Students filled out forms at the University of Michigan-Flint taking their first step to higher learning.
Roman Peabody, who attends Mott Middle College attended the event. He says "I'm flat broke right now, so anything I can get is a great help."
Financial aid officials say of U of M Flint's 8,000 students, around 70% receive assistance.
U of M-Flint financial aid director Lori Vedder says, "We want to support the goals of the State of Michigan and President Obama and make sure we can help as many families attain their higher education goals whether it be a two-year degree or four-year degree."
For one family, filling out the Free Application for Federal Student Aid or FAFSA form means a historical achievement.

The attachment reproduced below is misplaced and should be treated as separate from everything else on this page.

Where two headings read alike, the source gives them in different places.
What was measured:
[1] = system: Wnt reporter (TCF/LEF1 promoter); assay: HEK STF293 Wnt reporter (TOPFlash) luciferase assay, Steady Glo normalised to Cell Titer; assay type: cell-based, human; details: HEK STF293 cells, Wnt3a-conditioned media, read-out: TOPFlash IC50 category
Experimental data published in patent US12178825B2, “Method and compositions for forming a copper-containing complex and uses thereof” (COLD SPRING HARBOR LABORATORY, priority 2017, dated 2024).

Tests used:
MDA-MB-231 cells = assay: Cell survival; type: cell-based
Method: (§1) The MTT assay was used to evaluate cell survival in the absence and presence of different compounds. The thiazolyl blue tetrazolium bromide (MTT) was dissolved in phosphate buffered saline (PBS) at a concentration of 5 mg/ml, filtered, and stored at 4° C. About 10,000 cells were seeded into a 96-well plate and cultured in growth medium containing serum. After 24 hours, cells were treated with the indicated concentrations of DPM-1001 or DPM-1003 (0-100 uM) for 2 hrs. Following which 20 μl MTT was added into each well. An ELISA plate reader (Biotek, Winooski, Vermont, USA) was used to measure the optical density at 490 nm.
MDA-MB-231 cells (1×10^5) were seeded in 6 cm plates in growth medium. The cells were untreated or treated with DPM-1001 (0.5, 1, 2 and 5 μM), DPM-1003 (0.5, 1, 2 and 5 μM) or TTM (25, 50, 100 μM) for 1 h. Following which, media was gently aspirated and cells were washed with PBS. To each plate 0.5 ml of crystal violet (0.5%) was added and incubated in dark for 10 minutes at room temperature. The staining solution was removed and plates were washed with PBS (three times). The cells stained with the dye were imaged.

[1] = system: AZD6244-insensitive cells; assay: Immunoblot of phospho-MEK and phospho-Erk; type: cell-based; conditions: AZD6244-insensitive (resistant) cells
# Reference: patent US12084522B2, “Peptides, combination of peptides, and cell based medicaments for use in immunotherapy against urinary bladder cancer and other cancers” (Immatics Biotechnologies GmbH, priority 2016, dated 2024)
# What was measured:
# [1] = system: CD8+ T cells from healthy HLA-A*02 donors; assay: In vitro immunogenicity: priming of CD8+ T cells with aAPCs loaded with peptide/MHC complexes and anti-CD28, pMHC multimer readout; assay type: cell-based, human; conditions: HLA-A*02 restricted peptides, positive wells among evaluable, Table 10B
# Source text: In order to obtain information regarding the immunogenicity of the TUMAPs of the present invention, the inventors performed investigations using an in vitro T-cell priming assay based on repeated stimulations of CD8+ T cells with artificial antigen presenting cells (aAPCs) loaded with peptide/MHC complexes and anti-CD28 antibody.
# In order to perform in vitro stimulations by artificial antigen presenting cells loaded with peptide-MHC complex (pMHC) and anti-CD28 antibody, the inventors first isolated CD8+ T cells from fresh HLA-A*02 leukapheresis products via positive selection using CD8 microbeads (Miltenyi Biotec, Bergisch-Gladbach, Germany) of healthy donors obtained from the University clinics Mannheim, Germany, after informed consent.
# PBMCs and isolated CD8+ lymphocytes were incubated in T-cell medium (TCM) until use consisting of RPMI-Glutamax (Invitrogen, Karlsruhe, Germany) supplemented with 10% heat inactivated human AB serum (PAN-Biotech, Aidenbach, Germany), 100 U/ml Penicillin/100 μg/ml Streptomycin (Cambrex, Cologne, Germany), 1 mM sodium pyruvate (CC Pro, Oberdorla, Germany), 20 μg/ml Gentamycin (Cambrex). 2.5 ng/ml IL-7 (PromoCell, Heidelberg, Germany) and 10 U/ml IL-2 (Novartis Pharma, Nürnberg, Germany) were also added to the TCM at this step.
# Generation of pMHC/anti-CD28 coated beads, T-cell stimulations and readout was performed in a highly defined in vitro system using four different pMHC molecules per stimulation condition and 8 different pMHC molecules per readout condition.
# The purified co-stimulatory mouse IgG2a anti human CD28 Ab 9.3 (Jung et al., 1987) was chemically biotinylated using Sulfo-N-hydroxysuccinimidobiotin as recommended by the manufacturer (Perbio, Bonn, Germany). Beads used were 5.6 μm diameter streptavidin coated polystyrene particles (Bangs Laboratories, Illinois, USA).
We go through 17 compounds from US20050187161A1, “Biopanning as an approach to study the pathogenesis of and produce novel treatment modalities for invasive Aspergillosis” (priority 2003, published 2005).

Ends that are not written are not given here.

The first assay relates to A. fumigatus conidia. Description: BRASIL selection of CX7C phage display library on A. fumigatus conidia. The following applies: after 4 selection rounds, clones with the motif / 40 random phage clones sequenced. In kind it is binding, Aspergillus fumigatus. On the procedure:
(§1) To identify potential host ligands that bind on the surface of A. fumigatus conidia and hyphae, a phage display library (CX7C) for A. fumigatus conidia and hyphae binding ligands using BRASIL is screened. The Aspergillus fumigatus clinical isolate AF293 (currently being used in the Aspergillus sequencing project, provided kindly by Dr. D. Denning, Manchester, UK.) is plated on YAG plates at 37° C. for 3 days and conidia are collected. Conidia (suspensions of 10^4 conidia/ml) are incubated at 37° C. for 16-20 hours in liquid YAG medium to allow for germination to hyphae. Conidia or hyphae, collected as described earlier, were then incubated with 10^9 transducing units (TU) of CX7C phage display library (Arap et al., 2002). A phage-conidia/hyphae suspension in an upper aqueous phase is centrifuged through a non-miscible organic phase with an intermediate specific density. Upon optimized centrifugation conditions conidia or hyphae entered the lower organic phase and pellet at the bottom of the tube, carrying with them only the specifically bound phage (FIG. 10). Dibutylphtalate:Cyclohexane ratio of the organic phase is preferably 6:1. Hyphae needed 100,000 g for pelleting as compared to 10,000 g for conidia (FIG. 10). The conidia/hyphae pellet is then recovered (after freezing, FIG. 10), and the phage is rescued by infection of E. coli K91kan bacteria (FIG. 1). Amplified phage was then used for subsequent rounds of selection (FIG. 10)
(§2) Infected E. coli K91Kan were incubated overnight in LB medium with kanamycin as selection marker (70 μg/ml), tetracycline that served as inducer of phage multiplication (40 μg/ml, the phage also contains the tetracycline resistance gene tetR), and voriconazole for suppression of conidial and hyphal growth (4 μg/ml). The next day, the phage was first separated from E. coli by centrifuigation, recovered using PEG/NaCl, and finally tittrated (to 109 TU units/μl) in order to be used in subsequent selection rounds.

Mozell Bogan of Flint says her great-nephew will make family history when he completes college. "We have not had a male (college) graduate in our family since 1978," says Bogan.
Her great-nephew, Ronzeld Watkins, is an honors student at Grand Blanc High School. He's still debating whether to stay in Michigan or study outside the state. When it comes to college, Watkins says, "It feels good. I'm just trying to do something good with my life, go somewhere."
He likes cars, so he's considering majoring in engineering.
Governor Rick Snyder says having not only a skilled workforce, but also an educated workforce will draw businesses and jobs to our state.
Locally, Flint continues to expand housing for college students hoping to aid in that goal.
"The revitalization has been so exciting and if we can add to that in help more students obtain their degrees, the better of we're all going to be," says Vedder.
There were also events in Alma, Owosso, and Saginaw County.
The U.S. Census says on average, college graduates make nearly twice as much as those with only a high school diploma.